With all due respect, the cost to put high voltage transmission lines underground is extremely high. The lines must be encased in concrete with vaults at intermittent locations.  When one of the conductors of a three phase 138kV (or any other voltage) fails underground it is also more expensive to repair.
    Anything is possible but those costs are passed to the ratepayer. Proper intermittent patrolling (by land or helicopter for deficiencies) of wood pole structures and the conductors, insulators, dampeners and other hardware can ensure those lines are safe and can last decades. Nothing is perfect of course. But it’s unlikely all new construction would go underground.  There is too much shit buried for people to hit as it is. 
    First of all, there are plenty of places where power is run underground.  This is nothing new or unusual.

    Secondly, I don't really care about the cost up front.  I'm talking about long-term costs.  Above ground costs are cheaper up front but in the long run?  I don't think so.   What about the cost of repairing downed lines, poles hit by drunk drivers, lightning strikes, erosion and corrosion, etc.?   What about the cost of all the loss of life and property by the Camp Fire in Paradise California in 2018? 

    Cheap is never better.  Cheap is one of the biggest things that will bring down civilization.  I know, this sounds exaggerated, histrionic even.  But not to me.  To me it sounds logical.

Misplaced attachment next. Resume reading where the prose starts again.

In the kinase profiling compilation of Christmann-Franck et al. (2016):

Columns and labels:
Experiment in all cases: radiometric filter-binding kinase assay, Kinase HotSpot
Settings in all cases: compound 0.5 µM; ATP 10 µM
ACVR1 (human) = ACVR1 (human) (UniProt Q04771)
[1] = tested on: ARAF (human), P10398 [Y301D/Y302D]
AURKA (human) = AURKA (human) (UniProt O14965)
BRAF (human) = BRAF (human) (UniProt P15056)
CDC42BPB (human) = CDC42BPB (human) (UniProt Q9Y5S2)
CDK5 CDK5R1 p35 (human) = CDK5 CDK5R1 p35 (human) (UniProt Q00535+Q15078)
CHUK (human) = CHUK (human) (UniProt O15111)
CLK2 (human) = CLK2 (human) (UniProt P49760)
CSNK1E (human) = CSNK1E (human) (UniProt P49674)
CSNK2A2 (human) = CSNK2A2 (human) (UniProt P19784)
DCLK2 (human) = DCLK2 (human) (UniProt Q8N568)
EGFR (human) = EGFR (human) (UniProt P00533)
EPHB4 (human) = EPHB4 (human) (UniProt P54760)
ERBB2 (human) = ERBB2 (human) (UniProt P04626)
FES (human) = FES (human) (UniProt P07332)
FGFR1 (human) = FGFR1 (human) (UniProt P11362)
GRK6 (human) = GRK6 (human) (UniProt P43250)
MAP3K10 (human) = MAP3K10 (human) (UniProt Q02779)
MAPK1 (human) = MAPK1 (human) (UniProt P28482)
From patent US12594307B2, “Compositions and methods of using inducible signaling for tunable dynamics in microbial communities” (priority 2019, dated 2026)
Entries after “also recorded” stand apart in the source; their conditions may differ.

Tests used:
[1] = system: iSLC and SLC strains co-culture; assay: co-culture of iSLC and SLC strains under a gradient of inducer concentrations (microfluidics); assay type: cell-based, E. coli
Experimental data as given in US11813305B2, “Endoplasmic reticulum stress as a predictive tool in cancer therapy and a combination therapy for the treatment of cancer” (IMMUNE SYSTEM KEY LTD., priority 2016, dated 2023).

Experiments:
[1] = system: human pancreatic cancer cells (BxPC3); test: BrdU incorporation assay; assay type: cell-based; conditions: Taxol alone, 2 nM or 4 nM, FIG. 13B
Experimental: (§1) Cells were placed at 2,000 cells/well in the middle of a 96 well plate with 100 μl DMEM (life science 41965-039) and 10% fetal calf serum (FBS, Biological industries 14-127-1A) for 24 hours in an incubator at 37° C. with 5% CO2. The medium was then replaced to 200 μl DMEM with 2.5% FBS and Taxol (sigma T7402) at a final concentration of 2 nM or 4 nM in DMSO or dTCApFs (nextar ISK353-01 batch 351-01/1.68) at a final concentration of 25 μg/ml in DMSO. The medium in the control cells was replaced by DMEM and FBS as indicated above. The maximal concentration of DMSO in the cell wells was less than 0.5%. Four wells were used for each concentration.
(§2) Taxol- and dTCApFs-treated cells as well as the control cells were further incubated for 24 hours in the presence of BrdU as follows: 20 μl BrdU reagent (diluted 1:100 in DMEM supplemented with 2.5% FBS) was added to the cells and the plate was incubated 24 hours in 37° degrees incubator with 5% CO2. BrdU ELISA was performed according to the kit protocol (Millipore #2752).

First of all, I never said it was “new”, just far more cost-prohibitive.  This usually requires political-will and the realization that the rate payer will see electric bills rise. It’s that simple. 

    I am not anti-underground powerlines and in most cities it is done, but I should have been more clear on the difference between burying a high voltage transmission line and a lower voltage distribution lines. The cost of a termination pole to bring the power back above ground would probably astound you. 

    As far as cheaper in the long run... well as I said, if you have a conductor blow apart underground (it happens) it is far more difficult to repair (affecting reliability) and expensive to repair.  A good lines crew can get a downed wooden structure power line back up and operational within hours (a couple structures) to days (several downed structures).  Buried line? Takes weeks (I’ve been a part of such projects).

    im just saying it’s a delicate balance. Distribution lines underground makes sense in urban areas, but underground high voltage transmission lines do not.  

    "m just saying it’s a delicate balance. Distribution lines underground makes sense in urban areas, but underground high voltage transmission lines do not. "

    That makes sense.

    To be quite honest, I thought my comments about the connectivity of the North American grid made the most sense lol.
    the model is already being used elsewhere and would be very advantageous to California.  We have plenty of hydro-electric power capability along with a boom in wind and solar generation.  There just as to be more double-circuit high voltage lines constructed to sell the power across the 49th. 
  • mickeyratmickeyrat Posts: 20,601
    from the article, 3 investor owned utilities for California?

    Good on the tribe for innovating.


    _____________________________________SIGNATURE________________________________________________

    Not today Sir, Probably not tomorrow.............................................. bayfront arena st. pete '94
    you're finally here and I'm a mess................................................... nationwide arena columbus '10